What is CronCat?

CronCat provides a general-purpose, fully autonomous network that enables scheduled function calls for blockchain contract execution. It allows any application to schedule logic to get executed in the future, once or many times, triggered by an approved "agent" in an economically stable way. CronCat is launching on Cosmos blockchains and NEAR Protocol.

Time and block-based executions are the missing functionality required for contracts to operate as a fully autonomous entity, and adding "if-this-then-that" to blockchains is a major enhancement.

Cosmos CosmWasm repository: https://github.com/CronCats/cw-croncat

NEAR Protocol repository: https://github.com/CronCats/contracts

Note: the CosmWasm implementation is significantly ahead of the NEAR implementation. This documentation site will focus on CronCat for the Interchain.

If you would like to visit the NEAR-specific documentation, please visit: https://near.cron.cat

How CronCat Works in a Nutshell

CronCat is a looping runtime that maintains a registry of tasks & agents. In the CronCat system, there are two fundamental "Stakeholders":

  • Applications: Blockchain contracts or dApps that schedule future tasks.
  • Agents: Users that execute CronCat tasks and receive rewards.

Tasks that are scheduled by applications or contracts get put into future buckets which remain dormant until a bucket is active. A bucket becomes active when the block height has been reached or surpassed. Block and time-based (using the standard cron spec) buckets are separate. Agents are decentralized entities running a small Rust application that communicates with the CronCat contracts, watching for available tasks & sending transactions that will confirm and execute the tasks at the appropriate time. Agents earn a small reward every time they successfully execute a task.

Many contract functionalities need an extra execution step to enable the completion of some action or state finalization. Without a cron-style execution, contracts on-chain must rely on externally provided state & function changes via transactions sent by chain participants. This is a critical logic piece that is inefficient and sometimes expensive for the participant. Such execution could be paid for by the contract (if desired) or made to execute with less logic (cheaper) by not needing to alter large amounts of chain storage.

Importantly, once the CronCat architecture resides on a blockchain, it becomes a utility for end users and dApps to use. This documentation includes information about the CronCat DAO, which facilitates development, updates, deployments, migrations, etc. Since the agents are decentralized and the smart contracts live on public ledgers, this is a resilient system will not go down nor does it depend on the core CronCat team to "run it." The system is live as long as there is one person who needs it, and one agent who desires to capture the incentives available for fulfilling tasks.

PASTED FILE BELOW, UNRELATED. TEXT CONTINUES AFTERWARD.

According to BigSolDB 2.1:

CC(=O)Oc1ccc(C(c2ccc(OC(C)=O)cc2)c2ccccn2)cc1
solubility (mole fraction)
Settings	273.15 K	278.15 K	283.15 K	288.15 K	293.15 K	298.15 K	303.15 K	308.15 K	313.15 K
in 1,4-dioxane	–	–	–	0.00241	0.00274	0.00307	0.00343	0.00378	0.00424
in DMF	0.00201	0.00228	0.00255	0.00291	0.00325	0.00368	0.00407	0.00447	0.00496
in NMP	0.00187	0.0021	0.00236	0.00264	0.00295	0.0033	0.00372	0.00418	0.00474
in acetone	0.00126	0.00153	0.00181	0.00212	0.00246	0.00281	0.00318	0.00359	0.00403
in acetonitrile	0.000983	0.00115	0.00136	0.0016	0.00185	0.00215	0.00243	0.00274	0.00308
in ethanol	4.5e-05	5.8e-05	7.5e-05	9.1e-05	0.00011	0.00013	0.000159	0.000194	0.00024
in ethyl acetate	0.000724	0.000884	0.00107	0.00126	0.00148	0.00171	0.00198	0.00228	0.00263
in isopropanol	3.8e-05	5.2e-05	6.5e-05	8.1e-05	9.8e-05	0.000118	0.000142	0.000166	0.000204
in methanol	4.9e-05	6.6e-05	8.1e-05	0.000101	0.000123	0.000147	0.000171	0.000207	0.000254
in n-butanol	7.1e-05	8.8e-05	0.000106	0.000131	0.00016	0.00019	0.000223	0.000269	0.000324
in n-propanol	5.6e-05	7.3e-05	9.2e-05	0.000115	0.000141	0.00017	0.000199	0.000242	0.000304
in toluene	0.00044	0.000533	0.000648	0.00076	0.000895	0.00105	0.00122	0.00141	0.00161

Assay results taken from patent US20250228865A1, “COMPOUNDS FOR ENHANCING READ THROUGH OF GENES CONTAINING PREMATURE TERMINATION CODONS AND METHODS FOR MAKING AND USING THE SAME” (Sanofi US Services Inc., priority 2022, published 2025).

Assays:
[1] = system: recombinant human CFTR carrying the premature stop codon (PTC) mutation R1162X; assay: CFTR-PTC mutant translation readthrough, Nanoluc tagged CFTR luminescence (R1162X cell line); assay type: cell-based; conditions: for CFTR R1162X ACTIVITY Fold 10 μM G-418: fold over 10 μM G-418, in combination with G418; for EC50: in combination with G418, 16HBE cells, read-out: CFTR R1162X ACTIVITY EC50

You may find out more about the agent system and the progressive decentralization approach for the Cosmos launch here.

Learn more about Use Cases

What is the Core Value Proposition of CronCat?

CronCat brings decentralized automation to every decentralized application or contract. Without CronCat, applications must utilize user-invoked transactions at the time of execution or run a trusted server that signs transactions on behalf of the users in a centralized manner. CronCat utilizes a network of agents to execute transactions at the specific time needed in a sandboxed proxy setup. This opens up a layer of extra capabilities and freedom to application developers that previously relied on user interactions to trigger core functionality.

Key Benefits:

  • Decentralized Automation
  • End-to-end Blockchain Execution
  • Economically Sustainable
  • Cost-Effective

For Developers

If you want to utilize CronCat in your dApp or project: Start Here

For Agents

If you want to run CronCat agent and earn rewards: Start Here

Other Resources

  • Osmosis Ecosystem Spotlight blog. This contains explanations of how CronCat works, though it was written before some incredible enhancements like the queries and transforms that allow for "if-this-then-that" functionality.